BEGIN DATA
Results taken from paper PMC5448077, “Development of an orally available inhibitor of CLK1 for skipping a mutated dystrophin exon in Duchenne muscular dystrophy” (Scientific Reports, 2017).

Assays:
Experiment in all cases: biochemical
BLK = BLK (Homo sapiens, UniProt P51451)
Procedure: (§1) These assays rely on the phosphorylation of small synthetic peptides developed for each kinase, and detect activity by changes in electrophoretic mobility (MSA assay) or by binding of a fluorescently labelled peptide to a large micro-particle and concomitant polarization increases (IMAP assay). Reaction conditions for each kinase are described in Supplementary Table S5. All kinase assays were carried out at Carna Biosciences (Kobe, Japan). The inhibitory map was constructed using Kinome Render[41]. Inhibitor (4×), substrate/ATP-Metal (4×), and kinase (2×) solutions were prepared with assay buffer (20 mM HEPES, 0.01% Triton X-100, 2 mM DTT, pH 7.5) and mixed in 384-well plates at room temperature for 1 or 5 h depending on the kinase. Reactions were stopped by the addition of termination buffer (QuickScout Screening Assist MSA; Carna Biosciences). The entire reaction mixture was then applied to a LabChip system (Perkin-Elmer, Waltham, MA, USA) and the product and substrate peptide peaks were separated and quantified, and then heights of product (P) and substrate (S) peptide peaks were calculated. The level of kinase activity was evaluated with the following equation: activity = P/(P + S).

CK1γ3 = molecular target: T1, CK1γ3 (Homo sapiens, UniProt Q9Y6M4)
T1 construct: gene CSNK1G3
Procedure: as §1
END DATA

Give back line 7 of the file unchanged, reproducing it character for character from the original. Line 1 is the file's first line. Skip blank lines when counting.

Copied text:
T1 construct: gene CSNK1G3